• Nelson TarucNelson Taruc, 3 years ago

    From the company that brought you Comic Sans Pro…

    Ha! Sorry, couldn't resist.

    Seriously, as a fan of Vignelli's type restraint, this is an awesome recalibration of a classic font, with a lot more flexibility built in. Looking forward to using it.

    6 points
  • Weston VierreggerWeston Vierregger, 3 years ago

    wait what

    5 points
  • Mikael StaerMikael Staer, 3 years ago

    This is great. I want.

    How do I buy? The CTA is not linked to anything...

    3 points
  • Robert Mischuda, 3 years ago

    Oh, they have a free demo download of the font. I made a super quick and dirty "turbo charged" version of the north face Helvetica Logo :) https://imgur.com/a/o9K2qGp

    2 points
  • , 3 years ago

    We hope you like it! Grab a free weight here: http://hello.monotype.com/Helvetica-Now-Download.html

    2 points
  • Dustin Dahlberg, 3 years ago

    This is not a revival. This is not a restoration.

    This is pretentious.

    1 point
  • Vjekoslav AzenicVjekoslav Azenic, 3 years ago

    That intro video is wonderful!

    1 point
  • Craig RozynskiCraig Rozynski, 3 years ago

    So torn on this. Probably should be in my kit, but even a revamped Helvetica is still a lazy font choice imo.

    1 point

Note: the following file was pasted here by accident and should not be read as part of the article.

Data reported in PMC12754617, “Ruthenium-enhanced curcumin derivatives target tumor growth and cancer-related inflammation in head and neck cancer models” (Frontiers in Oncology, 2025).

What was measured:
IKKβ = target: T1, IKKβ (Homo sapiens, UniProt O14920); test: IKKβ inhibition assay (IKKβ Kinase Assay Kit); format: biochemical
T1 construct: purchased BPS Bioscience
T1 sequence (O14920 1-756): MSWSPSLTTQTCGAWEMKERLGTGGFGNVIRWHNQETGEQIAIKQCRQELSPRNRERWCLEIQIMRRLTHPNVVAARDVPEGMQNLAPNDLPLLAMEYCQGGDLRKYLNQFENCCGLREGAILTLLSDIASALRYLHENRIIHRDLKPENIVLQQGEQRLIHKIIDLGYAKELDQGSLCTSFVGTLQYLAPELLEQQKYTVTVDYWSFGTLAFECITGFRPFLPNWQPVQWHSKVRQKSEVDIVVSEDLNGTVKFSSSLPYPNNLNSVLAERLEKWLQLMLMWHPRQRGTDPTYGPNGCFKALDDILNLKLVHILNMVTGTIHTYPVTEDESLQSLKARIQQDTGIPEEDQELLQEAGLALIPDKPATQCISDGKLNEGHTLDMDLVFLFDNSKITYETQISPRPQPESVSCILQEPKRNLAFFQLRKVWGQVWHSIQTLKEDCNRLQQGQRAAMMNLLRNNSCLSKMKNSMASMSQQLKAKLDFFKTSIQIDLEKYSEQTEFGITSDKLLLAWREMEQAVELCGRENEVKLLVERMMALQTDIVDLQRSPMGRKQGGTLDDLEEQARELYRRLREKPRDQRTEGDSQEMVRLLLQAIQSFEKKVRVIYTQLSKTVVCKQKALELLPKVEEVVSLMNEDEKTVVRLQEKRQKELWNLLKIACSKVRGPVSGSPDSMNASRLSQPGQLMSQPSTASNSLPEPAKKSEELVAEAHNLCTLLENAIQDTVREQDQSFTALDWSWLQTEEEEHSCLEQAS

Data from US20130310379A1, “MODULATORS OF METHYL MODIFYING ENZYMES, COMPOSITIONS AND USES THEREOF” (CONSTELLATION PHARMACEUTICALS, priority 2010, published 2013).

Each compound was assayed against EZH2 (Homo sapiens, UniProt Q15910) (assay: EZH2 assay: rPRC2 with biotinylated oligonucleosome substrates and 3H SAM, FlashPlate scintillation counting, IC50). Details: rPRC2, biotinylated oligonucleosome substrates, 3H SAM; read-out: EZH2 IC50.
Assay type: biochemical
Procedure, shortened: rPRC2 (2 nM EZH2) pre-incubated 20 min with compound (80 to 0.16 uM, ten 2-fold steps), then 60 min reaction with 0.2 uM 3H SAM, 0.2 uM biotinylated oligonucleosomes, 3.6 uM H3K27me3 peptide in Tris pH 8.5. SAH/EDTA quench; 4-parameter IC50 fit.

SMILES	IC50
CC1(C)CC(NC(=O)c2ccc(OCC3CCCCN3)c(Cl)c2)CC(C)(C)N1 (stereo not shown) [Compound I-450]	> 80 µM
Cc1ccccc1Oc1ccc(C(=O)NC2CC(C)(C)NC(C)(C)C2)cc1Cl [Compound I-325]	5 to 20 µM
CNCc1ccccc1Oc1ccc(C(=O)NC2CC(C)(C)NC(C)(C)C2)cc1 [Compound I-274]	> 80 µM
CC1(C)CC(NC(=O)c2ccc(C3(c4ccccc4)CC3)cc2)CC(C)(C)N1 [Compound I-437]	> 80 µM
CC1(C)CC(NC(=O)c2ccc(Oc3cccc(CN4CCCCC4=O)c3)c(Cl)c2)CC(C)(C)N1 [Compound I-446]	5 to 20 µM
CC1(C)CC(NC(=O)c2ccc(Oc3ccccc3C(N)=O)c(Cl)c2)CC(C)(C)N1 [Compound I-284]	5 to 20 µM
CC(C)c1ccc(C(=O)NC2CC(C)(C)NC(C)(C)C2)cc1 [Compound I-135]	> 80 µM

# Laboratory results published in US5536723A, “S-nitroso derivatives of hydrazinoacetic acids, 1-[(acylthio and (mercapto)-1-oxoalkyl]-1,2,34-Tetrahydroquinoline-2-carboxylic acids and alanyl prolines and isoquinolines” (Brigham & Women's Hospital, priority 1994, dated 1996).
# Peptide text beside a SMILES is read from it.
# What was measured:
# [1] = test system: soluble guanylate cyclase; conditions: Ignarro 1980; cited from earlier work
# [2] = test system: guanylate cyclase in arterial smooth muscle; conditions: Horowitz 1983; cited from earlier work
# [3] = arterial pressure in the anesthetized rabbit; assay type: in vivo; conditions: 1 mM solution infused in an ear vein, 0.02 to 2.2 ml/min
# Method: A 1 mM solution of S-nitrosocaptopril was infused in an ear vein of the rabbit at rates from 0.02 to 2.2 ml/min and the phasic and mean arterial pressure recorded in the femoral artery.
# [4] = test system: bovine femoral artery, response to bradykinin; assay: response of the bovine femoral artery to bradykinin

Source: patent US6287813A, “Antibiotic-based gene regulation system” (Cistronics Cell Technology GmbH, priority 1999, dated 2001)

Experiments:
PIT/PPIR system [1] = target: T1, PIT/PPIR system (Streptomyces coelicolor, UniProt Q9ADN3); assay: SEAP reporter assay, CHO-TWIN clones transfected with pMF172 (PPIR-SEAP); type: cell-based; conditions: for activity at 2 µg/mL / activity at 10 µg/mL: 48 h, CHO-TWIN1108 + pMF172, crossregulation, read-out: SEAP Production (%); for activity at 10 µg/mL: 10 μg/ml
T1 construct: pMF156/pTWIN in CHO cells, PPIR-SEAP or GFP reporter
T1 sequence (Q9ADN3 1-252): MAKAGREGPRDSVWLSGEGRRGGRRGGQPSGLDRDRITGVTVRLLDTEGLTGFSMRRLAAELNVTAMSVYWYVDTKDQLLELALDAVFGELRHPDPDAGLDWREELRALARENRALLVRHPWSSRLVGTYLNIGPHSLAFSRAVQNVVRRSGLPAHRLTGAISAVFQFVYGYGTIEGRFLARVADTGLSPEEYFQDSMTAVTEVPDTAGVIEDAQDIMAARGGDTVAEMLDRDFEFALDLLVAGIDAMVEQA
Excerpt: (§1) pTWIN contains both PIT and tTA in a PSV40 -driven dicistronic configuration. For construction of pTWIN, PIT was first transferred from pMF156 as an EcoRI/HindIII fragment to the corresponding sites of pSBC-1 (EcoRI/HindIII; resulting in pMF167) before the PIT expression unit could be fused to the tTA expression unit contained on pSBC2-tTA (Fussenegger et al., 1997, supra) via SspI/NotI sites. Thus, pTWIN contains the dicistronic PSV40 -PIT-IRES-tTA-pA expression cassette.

• John PJohn P, 3 years ago

    This is Helvetica Now: for everyone, everywhere, for everything.

    Find it hard to care about any new typeface that isn't open source these days tbqh.

    0 points
  • Gaël PGaël P, 3 years ago

    Good job! but Arial called and it wants its oblique terminals back. See the micro version, it just feel plain wrong :-) Then again, if I see them I would have set the font too big.

    I'm curious though, it is supposed to be made for UI but it is set very wide, that's not going to help on phones or watches where lines are either too short or the font too small.

    Maybe we need a compact UI cut of this.

    0 points
    • , 3 years ago

      In UI experiments so far, Helvetica Now's "Text" cut is able to handle almost all small text for screens apart from very very small labels. "Micro" is set wider and probably comes into its own for print – where 4pt text is commonplace. It will be interesting to see how folks use it for digital!

      1 point